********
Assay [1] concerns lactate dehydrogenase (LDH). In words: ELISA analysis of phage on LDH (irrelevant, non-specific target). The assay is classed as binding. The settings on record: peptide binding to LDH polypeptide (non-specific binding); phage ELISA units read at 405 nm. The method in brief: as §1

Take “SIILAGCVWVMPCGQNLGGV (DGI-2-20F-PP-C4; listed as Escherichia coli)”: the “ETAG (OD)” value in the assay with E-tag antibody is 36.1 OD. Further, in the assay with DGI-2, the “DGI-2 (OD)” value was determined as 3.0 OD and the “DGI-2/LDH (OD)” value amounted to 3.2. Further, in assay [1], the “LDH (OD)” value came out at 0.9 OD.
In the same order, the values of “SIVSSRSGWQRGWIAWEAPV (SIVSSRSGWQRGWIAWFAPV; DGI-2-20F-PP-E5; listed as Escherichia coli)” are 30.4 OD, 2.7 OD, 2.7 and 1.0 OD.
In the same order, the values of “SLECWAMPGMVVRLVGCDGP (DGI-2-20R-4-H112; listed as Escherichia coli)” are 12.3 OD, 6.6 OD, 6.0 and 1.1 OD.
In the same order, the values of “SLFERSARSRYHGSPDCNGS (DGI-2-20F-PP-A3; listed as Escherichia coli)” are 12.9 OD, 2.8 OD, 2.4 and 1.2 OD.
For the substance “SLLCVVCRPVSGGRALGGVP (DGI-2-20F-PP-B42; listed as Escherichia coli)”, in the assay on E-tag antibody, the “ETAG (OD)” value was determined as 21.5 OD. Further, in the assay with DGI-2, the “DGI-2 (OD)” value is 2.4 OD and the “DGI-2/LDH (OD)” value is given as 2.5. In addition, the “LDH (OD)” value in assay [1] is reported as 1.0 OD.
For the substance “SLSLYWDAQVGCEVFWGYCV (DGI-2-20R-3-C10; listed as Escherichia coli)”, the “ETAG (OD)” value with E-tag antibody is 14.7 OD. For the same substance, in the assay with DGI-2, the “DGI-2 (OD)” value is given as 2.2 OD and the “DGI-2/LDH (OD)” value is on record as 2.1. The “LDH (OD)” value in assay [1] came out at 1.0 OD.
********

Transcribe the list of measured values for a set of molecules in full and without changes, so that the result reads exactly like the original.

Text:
Assay [1] concerns lactate dehydrogenase (LDH). In words: ELISA analysis of phage on LDH (irrelevant, non-specific target). The assay is classed as binding. The settings on record: peptide binding to LDH polypeptide (non-specific binding); phage ELISA units read at 405 nm. The method in brief: as §1

Take “SIILAGCVWVMPCGQNLGGV (DGI-2-20F-PP-C4; listed as Escherichia coli)”: the “ETAG (OD)” value in the assay with E-tag antibody is 36.1 OD. Further, in the assay with DGI-2, the “DGI-2 (OD)” value was determined as 3.0 OD and the “DGI-2/LDH (OD)” value amounted to 3.2. Further, in assay [1], the “LDH (OD)” value came out at 0.9 OD.
In the same order, the values of “SIVSSRSGWQRGWIAWEAPV (SIVSSRSGWQRGWIAWFAPV; DGI-2-20F-PP-E5; listed as Escherichia coli)” are 30.4 OD, 2.7 OD, 2.7 and 1.0 OD.
In the same order, the values of “SLECWAMPGMVVRLVGCDGP (DGI-2-20R-4-H112; listed as Escherichia coli)” are 12.3 OD, 6.6 OD, 6.0 and 1.1 OD.
In the same order, the values of “SLFERSARSRYHGSPDCNGS (DGI-2-20F-PP-A3; listed as Escherichia coli)” are 12.9 OD, 2.8 OD, 2.4 and 1.2 OD.
For the substance “SLLCVVCRPVSGGRALGGVP (DGI-2-20F-PP-B42; listed as Escherichia coli)”, in the assay on E-tag antibody, the “ETAG (OD)” value was determined as 21.5 OD. Further, in the assay with DGI-2, the “DGI-2 (OD)” value is 2.4 OD and the “DGI-2/LDH (OD)” value is given as 2.5. In addition, the “LDH (OD)” value in assay [1] is reported as 1.0 OD.
For the substance “SLSLYWDAQVGCEVFWGYCV (DGI-2-20R-3-C10; listed as Escherichia coli)”, the “ETAG (OD)” value with E-tag antibody is 14.7 OD. For the same substance, in the assay with DGI-2, the “DGI-2 (OD)” value is given as 2.2 OD and the “DGI-2/LDH (OD)” value is on record as 2.1. The “LDH (OD)” value in assay [1] came out at 1.0 OD.